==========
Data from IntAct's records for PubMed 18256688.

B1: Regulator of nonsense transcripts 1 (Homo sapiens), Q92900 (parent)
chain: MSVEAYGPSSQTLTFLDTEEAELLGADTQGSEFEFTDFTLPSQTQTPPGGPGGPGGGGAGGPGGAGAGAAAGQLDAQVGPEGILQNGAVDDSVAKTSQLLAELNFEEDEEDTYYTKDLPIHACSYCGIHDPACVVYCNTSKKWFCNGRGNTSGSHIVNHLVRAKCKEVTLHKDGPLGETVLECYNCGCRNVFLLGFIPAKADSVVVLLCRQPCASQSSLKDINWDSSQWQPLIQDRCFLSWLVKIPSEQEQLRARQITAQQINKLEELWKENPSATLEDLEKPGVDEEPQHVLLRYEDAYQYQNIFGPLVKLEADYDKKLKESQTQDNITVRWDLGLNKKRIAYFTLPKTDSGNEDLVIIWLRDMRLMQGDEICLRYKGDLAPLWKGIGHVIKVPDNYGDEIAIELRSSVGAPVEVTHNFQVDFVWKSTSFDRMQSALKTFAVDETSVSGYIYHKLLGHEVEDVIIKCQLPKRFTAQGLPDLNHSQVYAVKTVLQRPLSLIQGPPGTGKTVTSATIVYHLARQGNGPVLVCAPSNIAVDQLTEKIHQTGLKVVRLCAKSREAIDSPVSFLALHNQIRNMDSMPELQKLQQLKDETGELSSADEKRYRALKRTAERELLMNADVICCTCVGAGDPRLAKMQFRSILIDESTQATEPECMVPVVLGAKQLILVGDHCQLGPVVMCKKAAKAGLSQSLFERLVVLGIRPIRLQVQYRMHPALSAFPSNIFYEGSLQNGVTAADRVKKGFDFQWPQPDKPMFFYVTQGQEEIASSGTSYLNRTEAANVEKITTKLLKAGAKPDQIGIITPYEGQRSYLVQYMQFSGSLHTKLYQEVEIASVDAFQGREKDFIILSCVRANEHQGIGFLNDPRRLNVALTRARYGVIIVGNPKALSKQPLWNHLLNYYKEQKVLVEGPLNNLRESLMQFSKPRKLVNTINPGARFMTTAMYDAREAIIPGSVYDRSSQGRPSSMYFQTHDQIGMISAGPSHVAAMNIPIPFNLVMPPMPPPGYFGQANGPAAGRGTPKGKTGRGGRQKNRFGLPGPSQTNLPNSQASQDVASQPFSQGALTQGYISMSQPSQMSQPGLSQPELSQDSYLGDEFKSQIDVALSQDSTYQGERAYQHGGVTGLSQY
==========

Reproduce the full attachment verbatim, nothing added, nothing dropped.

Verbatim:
Data from IntAct's records for PubMed 18256688.

B1: Regulator of nonsense transcripts 1 (Homo sapiens), Q92900 (parent)
chain: MSVEAYGPSSQTLTFLDTEEAELLGADTQGSEFEFTDFTLPSQTQTPPGGPGGPGGGGAGGPGGAGAGAAAGQLDAQVGPEGILQNGAVDDSVAKTSQLLAELNFEEDEEDTYYTKDLPIHACSYCGIHDPACVVYCNTSKKWFCNGRGNTSGSHIVNHLVRAKCKEVTLHKDGPLGETVLECYNCGCRNVFLLGFIPAKADSVVVLLCRQPCASQSSLKDINWDSSQWQPLIQDRCFLSWLVKIPSEQEQLRARQITAQQINKLEELWKENPSATLEDLEKPGVDEEPQHVLLRYEDAYQYQNIFGPLVKLEADYDKKLKESQTQDNITVRWDLGLNKKRIAYFTLPKTDSGNEDLVIIWLRDMRLMQGDEICLRYKGDLAPLWKGIGHVIKVPDNYGDEIAIELRSSVGAPVEVTHNFQVDFVWKSTSFDRMQSALKTFAVDETSVSGYIYHKLLGHEVEDVIIKCQLPKRFTAQGLPDLNHSQVYAVKTVLQRPLSLIQGPPGTGKTVTSATIVYHLARQGNGPVLVCAPSNIAVDQLTEKIHQTGLKVVRLCAKSREAIDSPVSFLALHNQIRNMDSMPELQKLQQLKDETGELSSADEKRYRALKRTAERELLMNADVICCTCVGAGDPRLAKMQFRSILIDESTQATEPECMVPVVLGAKQLILVGDHCQLGPVVMCKKAAKAGLSQSLFERLVVLGIRPIRLQVQYRMHPALSAFPSNIFYEGSLQNGVTAADRVKKGFDFQWPQPDKPMFFYVTQGQEEIASSGTSYLNRTEAANVEKITTKLLKAGAKPDQIGIITPYEGQRSYLVQYMQFSGSLHTKLYQEVEIASVDAFQGREKDFIILSCVRANEHQGIGFLNDPRRLNVALTRARYGVIIVGNPKALSKQPLWNHLLNYYKEQKVLVEGPLNNLRESLMQFSKPRKLVNTINPGARFMTTAMYDAREAIIPGSVYDRSSQGRPSSMYFQTHDQIGMISAGPSHVAAMNIPIPFNLVMPPMPPPGYFGQANGPAAGRGTPKGKTGRGGRQKNRFGLPGPSQTNLPNSQASQDVASQPFSQGALTQGYISMSQPSQMSQPGLSQPELSQDSYLGDEFKSQIDVALSQDSTYQGERAYQHGGVTGLSQY